This is a blog post I wrote a few weeks after moving to Vancouver, BC. I’ve been living here for almost three years now so when I read this piece, it made my heart sing a little.
My life has changed quite a bit since I moved from the East Coast to the West. Had I not made this decision, I would not be working at a non-profit that aligns with what I believe in. I wouldn’t have made the friendships I now hold dear to heart, and I wouldn’t have met my partnerwho I love more than anything. There was a lot I didn’t know about what would come next when I wrote this. The people I would meet, the line of work I would pursue, the relationships I would have the ones I would lose.
This post was also very well received, so I thought I would bring it back today, for the sake of this moment in time where the majority of us are getting a chance to really dive inward and reflect.
The rain here is different – warmer, kinder. Difficult to explain. I guess like most things, you’d have to feel it to understand. I bought some candles today to warm up my space and make it feel cozier; more like home, I suppose. It’s working.
It’s officially been a little over three weeks since I’ve been in Vancouver and it feels like it has been months. People keep telling me that that’s a good thing and I think I believe them. I feel a sense of belonging here that I’ve never felt before. And everything that is new still has this sense of familiarity to it that I can’t really explain.
It seems as if everyone has been injected with some calmness drug and I’m the odd one out who doesn’t know how to relax. Maybe it’ll rub off on me eventually.
One of my best and oldest friends and I have been sending letters to one another. Handwritten letters that we post at the post office. Very old school and very heart felt. I like that I have someone I can do this with. Someone who I can write to about anything and everything, kind of like what I do over here. But I always get a response back with updates and stories. Letter-writing is so personal that way. There’s this connection you get out of putting pen to paper that just isn’t the same thing as a phone call or text message. You feel more open speaking about your truth.
What I’ve been realizing more and more is that when you make a big change in your life, there’s this very real expectation that you should be happy all the time. That you will be excited all the time. It’s true that I’ve moved into a completely new place that I am really excited for. It’s breathtaking. It’s soothing. It’s both familiar and new. It’s the kind of place I’ve always wanted to be in because some part of me must have known that this is where I’d feel home. And I do.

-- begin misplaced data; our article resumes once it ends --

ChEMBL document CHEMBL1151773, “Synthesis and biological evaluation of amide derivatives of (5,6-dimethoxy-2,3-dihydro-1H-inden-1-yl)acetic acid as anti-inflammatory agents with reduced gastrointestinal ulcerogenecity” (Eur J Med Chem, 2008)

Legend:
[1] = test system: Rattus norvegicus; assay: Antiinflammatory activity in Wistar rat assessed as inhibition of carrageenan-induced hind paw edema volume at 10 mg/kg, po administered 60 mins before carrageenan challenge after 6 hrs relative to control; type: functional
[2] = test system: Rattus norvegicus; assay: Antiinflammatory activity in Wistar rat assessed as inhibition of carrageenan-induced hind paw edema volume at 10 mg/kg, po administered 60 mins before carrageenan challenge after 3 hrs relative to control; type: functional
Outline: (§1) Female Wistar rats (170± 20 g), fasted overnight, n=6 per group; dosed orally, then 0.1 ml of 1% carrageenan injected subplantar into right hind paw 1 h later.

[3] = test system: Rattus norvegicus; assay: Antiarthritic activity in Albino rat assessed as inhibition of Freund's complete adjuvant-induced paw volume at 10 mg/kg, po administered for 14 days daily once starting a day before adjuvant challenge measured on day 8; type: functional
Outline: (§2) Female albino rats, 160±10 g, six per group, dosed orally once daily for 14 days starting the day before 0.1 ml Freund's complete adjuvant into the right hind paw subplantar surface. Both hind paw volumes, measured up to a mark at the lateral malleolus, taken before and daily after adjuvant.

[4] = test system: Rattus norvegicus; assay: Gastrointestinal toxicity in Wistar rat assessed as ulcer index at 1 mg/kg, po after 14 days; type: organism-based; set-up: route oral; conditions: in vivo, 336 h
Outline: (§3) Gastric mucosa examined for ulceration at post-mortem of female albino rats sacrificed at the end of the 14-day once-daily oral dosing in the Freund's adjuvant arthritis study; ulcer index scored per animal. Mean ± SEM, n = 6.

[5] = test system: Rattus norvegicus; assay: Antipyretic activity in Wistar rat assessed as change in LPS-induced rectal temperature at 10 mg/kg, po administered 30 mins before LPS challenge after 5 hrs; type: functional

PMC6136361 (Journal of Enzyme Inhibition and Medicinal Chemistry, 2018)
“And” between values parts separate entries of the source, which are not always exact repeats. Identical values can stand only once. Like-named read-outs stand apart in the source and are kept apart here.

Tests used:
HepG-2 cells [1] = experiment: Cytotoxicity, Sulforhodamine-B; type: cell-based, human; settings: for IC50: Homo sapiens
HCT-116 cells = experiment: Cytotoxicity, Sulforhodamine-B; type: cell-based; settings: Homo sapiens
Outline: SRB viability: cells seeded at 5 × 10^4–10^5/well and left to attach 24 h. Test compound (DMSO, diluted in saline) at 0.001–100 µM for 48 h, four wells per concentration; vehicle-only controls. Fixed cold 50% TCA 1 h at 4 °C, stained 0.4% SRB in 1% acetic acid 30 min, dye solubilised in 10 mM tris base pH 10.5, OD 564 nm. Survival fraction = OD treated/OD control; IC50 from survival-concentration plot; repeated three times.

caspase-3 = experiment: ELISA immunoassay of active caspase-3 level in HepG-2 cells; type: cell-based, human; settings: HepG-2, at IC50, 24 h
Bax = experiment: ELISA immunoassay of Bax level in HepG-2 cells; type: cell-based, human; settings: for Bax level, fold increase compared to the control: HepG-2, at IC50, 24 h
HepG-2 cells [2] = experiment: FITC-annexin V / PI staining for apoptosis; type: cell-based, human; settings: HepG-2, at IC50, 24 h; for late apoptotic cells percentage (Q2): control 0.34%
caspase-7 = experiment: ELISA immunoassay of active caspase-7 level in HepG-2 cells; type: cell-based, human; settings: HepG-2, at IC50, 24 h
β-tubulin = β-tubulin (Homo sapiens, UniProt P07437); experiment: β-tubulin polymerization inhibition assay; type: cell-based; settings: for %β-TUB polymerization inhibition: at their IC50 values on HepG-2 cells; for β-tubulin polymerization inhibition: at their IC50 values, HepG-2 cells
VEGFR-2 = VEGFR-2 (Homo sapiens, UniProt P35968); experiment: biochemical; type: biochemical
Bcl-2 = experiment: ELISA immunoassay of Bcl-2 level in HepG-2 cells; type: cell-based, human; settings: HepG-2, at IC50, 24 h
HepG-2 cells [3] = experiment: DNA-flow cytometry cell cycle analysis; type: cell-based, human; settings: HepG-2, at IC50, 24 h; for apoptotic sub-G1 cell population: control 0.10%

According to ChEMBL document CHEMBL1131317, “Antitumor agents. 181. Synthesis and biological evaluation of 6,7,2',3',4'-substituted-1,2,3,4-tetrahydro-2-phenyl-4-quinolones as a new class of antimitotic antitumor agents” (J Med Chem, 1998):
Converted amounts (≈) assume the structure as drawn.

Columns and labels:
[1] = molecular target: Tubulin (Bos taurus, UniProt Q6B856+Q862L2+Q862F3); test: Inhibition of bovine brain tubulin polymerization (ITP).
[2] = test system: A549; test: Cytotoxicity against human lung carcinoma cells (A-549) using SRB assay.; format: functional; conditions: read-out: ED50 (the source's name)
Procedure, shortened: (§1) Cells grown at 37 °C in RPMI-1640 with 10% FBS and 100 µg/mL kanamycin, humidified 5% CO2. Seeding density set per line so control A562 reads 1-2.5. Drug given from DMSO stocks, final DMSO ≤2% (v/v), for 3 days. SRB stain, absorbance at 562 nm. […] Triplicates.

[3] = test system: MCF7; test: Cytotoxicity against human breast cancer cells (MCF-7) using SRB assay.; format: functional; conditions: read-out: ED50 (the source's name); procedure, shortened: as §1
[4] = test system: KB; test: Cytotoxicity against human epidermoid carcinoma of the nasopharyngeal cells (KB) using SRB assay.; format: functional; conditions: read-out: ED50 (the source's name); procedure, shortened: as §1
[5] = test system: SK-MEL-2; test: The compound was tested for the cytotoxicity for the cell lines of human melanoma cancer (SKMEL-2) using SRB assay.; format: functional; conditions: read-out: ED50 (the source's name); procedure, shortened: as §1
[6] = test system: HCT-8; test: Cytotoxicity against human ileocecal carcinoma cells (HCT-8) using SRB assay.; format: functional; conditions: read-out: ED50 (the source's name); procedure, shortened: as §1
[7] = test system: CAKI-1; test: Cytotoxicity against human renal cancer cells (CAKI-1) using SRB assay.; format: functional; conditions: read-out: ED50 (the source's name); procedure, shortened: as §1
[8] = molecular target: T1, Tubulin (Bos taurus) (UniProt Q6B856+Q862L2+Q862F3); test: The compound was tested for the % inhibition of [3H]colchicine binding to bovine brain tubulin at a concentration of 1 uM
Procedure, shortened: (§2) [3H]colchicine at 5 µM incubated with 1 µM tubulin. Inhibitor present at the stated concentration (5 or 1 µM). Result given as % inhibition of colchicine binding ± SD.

That being said, it doesn’t mean that you won’t experience any other emotion. That it will only be excitement and giddiness. I’m so beyond grateful for being here, but I am still the same person within this new environment, meaning that I’ll still have mental health struggles when it comes to my anxiety and depression. It means I’ll still feel nostalgic. I’ll still feel sad and angry and lonely. But I’ll feel happy, too. Just because you’re experiencing something great, doesn’t mean that you have to feel great all the time.
I realized that when talking to friends or family, I thought I had to pretend. Even though I was excited, I was going through such a wide range of emotions all at once and it felt pretty overwhelming. But I felt like I couldn’t share that with anyone because how ungrateful would I seem? I should feel happy, I kept telling myself. Why am I crying? Why am I nostalgic? Why am I feeling anything else? And I felt guilty for it all. For the moments I felt overwhelmed. For the times I cried. For the times I chose to stay in and read instead of going out and exploring.
Thanks to the great practice of meditation and reflecting a lot, I understand that right now, my job is to feel at home here. I’ve only been here a short time but since it felt like longer, I thought I should have done more by now. So I had to hit the pause button a little, take a step back and evaluate what would make me feel sane right now. And I knew (because we always know deep down what it is that we need) what would save me in this time was to do things that allowed me to feel at home.
So I went out and bought a cozy cushion and throw blanket for my couch so I can make it a comfortable little reading nook for myself. I bought candles that smell like baked goods (because those are my favorite) and placed them around my apartment. I set a bubble bath for myself and lit a candle so that I could read for a little while. And that is exactly what I needed.
If you follow me on twitter, you know that I am an avid hiker. I love to explore more than anything, but right now, what I need is to have some days where I stay in and read, take a bubble bath, do some yoga, and write. I need to feel at home and ever since I listened to that voice of knowing, I’ve been feeling calm and good instead of frantic and anxious.
When it’s time to explore more, I’ll do that, too. But there is no rush. I’m here for a while and I needed to give myself some room to feel that.
Sometimes, we just need to listen to the voice that tells us what we already know, but rarely act on. It knows a lot more than the loud voice, I promise.